SHANNON LARK ANNOUNCES 'WOMEN
ONLY' VISCERA HORROR FILM SERIES
by Thomas M. Sipos, managing editor.
[April 24, 2007]
[HollywoodInvestigator.com] Of horror's many scream queens and femme fatales, Shannon Lark is one of
its truest believers and most dynamic multi-taskers. Not content
with just acting and directing, she also founded San Francisco's Chainsaw
Mafia, and now its spinoff Viscera
Series -- a "for women only" horror event co-sponsored by the Tabloid
Mafia is both my production company and an online networking board
for horror filmmakers," Lark explained to the Hollywood Investigator. Her Mafia also runs annual horror film festivals. "We have about
300 members. Membership is free and will soon provide benefits such
as discounted equipment rental in select cities. It's there to get
filmmakers organized and aware of what's going on. To create a feeling
of genre unity."
loved horror from an early age. She bills herself as a "horror actress"
-- and doesn't take that label lightly. "I don't do anything that
isn't horror or off-the-wall," she said.
"I'm open to black comedies
or offbeat dramas -- if they contain a horrific element. I've had
agents tell me I have to do commercialized work to 'make it' as an actress. I say thanks, but no thanks. I do what I do because I love it. Not so that I can maybe, possibly, potentially get into some Pepsi ad. No one should do what they don't want to do, just because someone tells
them they have no future if they don't do XYZ.
the exact moment everything came together for me. I was four years
old. My mom took me to a ballet rendition of Romeo
and Juliet. When they stabbed themselves in the chest, these
red streamers burst out of their chests, and flew hundreds of feet into
the air until they gracefully fell over their bodies. I understood
that the streamers represented blood. It was the most beautiful moment
I've ever experienced."
horror, Lark fell in love with acting at an early age, partially inspired
by a sister who was a small town theatrical director at age 13. "I
followed along by acting in plays and performing for my family with skits
we created. When I moved to San Francisco, I went to the Film
Arts Foundation and took a bunch of film classes, got myself
on sets, and followed the crew and director around. I picked up books
and taught myself by creating my own short films. That's one reason
why film is great; you don't have to go to school to learn it. You
just need to be ambitious. I've never had any formal acting training. Everything has been learned by creating."
acted in both features and shorts, which have played in festivals. She's also directed seven shorts and is working on her first feature. She's performed on stage, starring in Evil Dead:
Live, Reanimator, and The
Elm St Murders (which she directed). "All are splatter parodies
of horror films," she said. "In Elm St Murders we sprayed about 20 gallons of blood." She also manages and acts
"gore wrangler" for the Living
Dead Girlz, a zombie dance troupe. "We're zombies, and
Lark's latest project is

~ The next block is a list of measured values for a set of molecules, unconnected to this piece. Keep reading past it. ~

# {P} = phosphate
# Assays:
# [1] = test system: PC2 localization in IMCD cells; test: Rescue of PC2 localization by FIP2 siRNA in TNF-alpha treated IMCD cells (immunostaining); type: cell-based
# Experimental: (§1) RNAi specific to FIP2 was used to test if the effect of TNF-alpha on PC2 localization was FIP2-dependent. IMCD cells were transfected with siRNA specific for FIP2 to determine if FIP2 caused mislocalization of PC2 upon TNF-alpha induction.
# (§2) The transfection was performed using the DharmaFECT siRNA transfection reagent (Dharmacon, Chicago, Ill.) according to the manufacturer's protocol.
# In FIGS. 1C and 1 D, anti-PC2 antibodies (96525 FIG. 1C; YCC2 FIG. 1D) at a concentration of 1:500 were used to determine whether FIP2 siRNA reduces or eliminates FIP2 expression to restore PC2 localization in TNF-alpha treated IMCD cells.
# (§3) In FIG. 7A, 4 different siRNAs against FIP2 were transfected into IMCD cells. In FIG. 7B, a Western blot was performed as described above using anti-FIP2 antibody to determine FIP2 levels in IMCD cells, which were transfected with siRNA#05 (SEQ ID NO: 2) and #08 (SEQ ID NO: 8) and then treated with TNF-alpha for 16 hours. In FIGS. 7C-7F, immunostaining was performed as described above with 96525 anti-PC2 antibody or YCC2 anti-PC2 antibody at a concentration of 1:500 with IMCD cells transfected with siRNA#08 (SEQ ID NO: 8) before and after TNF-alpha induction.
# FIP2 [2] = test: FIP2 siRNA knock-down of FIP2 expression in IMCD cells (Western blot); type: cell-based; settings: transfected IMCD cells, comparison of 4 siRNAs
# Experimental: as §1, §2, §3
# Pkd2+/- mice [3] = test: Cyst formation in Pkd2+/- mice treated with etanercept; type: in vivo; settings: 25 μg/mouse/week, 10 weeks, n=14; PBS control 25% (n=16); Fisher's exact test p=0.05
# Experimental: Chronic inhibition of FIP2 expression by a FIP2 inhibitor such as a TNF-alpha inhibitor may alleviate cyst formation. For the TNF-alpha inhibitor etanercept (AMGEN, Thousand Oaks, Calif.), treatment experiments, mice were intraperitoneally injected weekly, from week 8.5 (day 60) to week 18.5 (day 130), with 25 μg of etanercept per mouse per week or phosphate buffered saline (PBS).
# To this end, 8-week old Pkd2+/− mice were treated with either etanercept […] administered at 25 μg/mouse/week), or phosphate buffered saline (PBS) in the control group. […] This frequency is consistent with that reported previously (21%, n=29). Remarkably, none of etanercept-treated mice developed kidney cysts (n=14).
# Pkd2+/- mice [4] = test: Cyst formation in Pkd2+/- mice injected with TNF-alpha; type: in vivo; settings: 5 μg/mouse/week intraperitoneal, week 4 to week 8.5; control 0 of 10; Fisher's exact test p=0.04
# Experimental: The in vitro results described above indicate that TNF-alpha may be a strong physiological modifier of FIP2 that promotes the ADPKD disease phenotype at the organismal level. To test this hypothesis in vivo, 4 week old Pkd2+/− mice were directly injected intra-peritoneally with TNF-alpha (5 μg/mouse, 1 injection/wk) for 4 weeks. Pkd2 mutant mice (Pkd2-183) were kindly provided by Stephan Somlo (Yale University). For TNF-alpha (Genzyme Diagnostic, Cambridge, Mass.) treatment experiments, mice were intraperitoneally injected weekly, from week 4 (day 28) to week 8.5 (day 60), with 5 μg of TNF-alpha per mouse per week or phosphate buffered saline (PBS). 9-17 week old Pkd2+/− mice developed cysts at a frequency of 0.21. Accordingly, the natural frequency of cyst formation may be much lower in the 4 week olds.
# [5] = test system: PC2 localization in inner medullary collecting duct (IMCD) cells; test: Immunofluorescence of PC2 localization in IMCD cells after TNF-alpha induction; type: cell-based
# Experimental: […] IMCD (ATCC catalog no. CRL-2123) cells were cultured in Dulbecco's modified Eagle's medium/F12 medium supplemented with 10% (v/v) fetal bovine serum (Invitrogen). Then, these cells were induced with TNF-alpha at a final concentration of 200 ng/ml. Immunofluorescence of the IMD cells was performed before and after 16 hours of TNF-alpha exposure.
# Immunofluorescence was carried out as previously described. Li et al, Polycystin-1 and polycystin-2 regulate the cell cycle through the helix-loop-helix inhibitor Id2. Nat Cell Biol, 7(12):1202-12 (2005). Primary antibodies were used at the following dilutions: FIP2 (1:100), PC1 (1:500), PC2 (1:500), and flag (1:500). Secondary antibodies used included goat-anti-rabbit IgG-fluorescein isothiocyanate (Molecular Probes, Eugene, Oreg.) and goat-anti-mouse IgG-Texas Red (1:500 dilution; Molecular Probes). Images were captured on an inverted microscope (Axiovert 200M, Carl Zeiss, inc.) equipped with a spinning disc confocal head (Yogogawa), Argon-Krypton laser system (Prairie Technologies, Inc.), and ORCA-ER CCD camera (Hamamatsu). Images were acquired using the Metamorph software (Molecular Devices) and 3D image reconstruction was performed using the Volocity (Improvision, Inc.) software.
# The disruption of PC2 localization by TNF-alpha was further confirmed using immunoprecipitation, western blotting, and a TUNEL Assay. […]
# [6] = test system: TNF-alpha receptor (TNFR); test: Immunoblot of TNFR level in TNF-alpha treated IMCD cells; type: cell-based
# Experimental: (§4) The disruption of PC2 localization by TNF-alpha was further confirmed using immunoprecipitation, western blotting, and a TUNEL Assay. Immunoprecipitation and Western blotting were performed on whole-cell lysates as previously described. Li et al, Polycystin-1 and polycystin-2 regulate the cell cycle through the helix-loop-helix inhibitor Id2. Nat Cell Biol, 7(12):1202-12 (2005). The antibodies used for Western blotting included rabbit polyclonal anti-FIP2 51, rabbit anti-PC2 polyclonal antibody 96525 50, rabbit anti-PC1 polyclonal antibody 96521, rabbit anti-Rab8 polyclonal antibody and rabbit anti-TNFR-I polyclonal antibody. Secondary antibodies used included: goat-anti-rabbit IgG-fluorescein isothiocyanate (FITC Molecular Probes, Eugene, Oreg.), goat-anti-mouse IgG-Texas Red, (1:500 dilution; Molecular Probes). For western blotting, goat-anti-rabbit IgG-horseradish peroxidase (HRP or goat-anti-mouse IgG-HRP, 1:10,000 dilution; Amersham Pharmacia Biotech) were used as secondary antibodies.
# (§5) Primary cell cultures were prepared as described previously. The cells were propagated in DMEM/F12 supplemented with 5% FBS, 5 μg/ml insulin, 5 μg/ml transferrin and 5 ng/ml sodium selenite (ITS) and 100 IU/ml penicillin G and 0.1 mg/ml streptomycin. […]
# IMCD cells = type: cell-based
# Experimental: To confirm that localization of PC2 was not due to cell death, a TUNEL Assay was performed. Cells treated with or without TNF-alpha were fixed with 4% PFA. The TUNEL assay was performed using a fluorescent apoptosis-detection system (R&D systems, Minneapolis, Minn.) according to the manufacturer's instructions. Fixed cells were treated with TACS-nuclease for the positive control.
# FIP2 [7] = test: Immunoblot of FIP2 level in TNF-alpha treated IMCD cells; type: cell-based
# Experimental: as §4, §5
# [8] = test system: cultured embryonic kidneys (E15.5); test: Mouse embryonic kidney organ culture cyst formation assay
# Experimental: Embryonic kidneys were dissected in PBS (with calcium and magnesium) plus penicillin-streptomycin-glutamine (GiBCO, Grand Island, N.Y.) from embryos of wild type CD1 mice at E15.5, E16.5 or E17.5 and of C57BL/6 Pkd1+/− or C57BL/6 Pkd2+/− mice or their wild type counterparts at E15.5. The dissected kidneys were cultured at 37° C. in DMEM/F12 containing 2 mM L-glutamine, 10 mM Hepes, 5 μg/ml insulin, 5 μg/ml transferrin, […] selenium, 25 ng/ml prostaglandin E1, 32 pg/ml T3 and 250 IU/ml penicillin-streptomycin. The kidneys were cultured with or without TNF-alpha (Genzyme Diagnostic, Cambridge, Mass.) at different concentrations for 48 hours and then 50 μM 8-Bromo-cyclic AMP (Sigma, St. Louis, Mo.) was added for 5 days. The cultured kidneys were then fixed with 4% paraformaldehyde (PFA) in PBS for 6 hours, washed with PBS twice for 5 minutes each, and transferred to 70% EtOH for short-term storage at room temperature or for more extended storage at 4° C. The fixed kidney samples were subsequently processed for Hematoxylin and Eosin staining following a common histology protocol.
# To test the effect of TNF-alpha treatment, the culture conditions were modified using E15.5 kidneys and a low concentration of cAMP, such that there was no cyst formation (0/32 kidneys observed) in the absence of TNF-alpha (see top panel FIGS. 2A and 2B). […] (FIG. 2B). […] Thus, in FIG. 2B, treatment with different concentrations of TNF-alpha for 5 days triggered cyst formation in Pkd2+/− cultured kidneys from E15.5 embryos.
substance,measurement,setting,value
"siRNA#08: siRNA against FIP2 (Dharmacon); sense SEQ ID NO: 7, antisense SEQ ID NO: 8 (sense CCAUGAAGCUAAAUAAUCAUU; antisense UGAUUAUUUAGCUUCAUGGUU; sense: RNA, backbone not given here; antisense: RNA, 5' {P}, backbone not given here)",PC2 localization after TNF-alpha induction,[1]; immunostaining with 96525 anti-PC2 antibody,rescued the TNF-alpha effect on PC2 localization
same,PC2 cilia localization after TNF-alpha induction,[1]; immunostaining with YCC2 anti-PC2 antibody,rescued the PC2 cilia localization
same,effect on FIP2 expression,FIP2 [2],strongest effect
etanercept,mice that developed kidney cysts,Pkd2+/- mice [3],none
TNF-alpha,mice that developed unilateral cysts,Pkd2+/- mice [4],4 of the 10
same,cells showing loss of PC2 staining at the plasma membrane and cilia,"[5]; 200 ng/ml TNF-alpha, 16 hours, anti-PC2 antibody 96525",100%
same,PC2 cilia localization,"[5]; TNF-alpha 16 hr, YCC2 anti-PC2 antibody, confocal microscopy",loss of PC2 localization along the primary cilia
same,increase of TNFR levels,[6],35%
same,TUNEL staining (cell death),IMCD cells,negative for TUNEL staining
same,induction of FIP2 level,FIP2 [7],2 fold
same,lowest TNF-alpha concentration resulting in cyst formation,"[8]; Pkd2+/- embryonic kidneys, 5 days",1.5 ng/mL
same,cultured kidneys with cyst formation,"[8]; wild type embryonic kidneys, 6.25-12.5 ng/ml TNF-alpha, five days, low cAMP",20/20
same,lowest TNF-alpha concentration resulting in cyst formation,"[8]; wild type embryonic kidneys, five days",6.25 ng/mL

Series -- a "for women only" horror film festival. Unlike competing
"women only" horror film festivals (yes, they're out there), a woman director
or theme is not enough. To qualify for Viscera, everyone behind the camera must be female.
"The purpose is to raise
the ratio of women to men in horror, currently less than 7%," said Lark. "Prizes include online distribution, money, and promotion. Film festivals
[such as the Tabloid Witch Awards]
are joining up to choose one Viscera film of their choice to screen at
genders look at horror films differently," said Lark. "Men like horror
films because they get all the action, but can also relate to the one female
character still left who stands up and fights for herself.
"But it can be rough for
some women to watch horror, especially when it involves rape or the terrorizing
of a female, because it hits so close to home. Men can be more removed
from it, and take it in easier."
"That's why Deliverance is so effective. Every male I talk to about the sodomy rape scene
looks queasy. Countless films have female rape content, and not only
horror movies. It'll be nice when both genders are terrorized equally."
It's true men aren't terrorized
in horror films as often as are women, but horror films do depict castration,
sometimes performed by women (Demented, I
Spit on Your Grave, The Last House on the Left), sometimes by men (Don't
Open Till Christmas, Make
Them Die Slowly). Non-horror films too have depicted castration
Lark adds, "I think most women veer away from the slasher subgenre. They prefer more psychological horror. Films that are slower paced
than an action film. Women love horror mixed with fantasy. They get their fill of action and horror, but it's all so aesthetically
pleasing. I'm not saying women don't like slashers, or no female
can take a slasher seriously -- there are some really good ones out there
-- but it's been so played out. I think women and men are looking
for something with more substance. Films that mess with your head
UPDATE: On January 5, 2015, Shannon Lark emailed the Hollywood Investigator to say that the Viscera Film Festival is no longer active.
from Viscera, horror film festivals founded by women include Shriekfest and Screamfest. Horror filmmakers -- men and women -- are also urged to enter the No Entry
Fee Tabloid Witch Awards!
Copyright 2007 by HollywoodInvestigator.com.